The title refers to how professional sports are organized in the
Back in the 1920’s professional sports in
In American sports, small cabals of owners make all relevant decisions. If they so choose, those decisions can be totally oriented towards their own personal benefit. They are not required to give any consideration whatever to the public good.
That is how the process of awarding cities with major league franchises becomes how much a city is willing to subsidize the owner. At a time when support of all manner of public services and infrastructure are suffering, owners demand and receive brand new stadiums. While Average Joe is called on to subsidize wealthy owners and spectacularly paid stars, his children go to substandard schools for lack of tax revenue. And if the people don’t cough up? They move the team to a city where they will.
A most disgusting example was the money extorted from the people of Washington State back in the 90’s by Paul Allen, owner of one of the Seattle franchises (don’t remember which one). He couldn’t get the city to meet his demand for a new $500 million stadium, so he financed a statewide ballot issue asking the people of the state to pay for it. He spent $5 million of his own money in the process of getting his subsidy enacted (it passed by a small margin).
As co-founder of Microsoft, he is one of the world’s richest men. At the time he was worth around $20 billion. So do the math: 500 million is 2.5% of 20 billion. For an amount of money that he wouldn’t even notice missing from his stash he could’ve gifted the stadium to the people: he could’ve been magnanimous, a local hero. For him it was peanuts, loose change. I don’t put him down so much for gaming the system (actually I do since I think almost everyone at his level of wealth is prima facie an asshole) it’s really the system that needs to be reinvented.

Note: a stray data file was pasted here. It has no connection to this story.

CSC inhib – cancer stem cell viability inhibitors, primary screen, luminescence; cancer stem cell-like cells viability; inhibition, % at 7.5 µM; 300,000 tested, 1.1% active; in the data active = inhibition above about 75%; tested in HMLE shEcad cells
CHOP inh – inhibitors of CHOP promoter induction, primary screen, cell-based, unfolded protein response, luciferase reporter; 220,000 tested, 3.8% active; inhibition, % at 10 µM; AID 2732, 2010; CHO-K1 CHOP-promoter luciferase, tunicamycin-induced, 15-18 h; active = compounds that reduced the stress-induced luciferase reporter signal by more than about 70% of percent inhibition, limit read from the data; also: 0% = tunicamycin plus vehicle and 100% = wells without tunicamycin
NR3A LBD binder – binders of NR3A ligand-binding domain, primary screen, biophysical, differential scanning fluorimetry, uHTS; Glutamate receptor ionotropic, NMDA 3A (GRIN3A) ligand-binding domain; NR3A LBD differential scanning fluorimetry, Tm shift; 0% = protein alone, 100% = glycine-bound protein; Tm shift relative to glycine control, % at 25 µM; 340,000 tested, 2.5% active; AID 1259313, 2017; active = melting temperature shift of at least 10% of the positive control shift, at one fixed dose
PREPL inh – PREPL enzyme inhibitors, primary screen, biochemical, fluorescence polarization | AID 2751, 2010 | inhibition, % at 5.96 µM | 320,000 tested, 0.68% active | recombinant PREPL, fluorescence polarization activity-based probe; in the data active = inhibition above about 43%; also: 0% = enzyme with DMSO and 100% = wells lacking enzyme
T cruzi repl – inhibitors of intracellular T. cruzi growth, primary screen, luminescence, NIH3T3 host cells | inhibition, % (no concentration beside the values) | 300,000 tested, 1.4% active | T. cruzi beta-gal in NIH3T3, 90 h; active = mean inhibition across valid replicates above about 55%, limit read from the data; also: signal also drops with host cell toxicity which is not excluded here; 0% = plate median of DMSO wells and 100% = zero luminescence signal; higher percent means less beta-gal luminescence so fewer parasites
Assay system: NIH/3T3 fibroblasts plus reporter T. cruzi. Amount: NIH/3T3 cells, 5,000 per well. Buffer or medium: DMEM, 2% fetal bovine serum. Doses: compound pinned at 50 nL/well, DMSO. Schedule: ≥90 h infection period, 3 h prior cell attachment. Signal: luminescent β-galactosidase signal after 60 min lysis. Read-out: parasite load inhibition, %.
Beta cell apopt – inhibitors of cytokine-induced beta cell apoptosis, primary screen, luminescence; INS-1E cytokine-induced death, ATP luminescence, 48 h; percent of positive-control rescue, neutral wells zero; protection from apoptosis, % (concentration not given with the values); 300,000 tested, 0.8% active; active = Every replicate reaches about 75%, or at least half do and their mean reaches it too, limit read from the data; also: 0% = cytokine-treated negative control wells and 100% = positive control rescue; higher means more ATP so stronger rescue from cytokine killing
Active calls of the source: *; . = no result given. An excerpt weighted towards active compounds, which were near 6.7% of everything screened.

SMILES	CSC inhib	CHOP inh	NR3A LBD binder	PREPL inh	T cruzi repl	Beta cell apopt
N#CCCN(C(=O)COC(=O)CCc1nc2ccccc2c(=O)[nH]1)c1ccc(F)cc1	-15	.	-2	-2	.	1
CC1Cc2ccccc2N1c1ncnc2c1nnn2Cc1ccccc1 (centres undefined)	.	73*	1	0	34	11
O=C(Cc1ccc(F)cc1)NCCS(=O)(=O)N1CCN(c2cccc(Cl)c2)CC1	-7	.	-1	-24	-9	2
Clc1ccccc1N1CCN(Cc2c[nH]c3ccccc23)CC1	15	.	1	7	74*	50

This is very similar to ‘race to the bottom’ economics. If
Poor countries compete with subsidies for the rich so the latter can save a few pennies on their next pair of panties or cheap plastic doodads. In world trade lingo: A level playing field for all… corporations, that is. And a system totally skewed in their favor.
It works the same in
That could not happen in
With this type of system, there’d be no need or logic in limiting the number of teams, any city that wanted to could have one. There’d be no need to bribe wealthy owners with tax money. New teams would start at the bottom and work their way up.
Another negative facet of the anti-trust exemption that owners enjoy is their ability to determine what types of entities are allowed to join the club, so to speak. For instance, except for the Green Bay Packers football team which was grandfathered in; municipal, community or foundation owned teams are not allowed.
The team may be called the
I enjoy sports and think it’s a worthy endeavor for society, but the way it’s organized in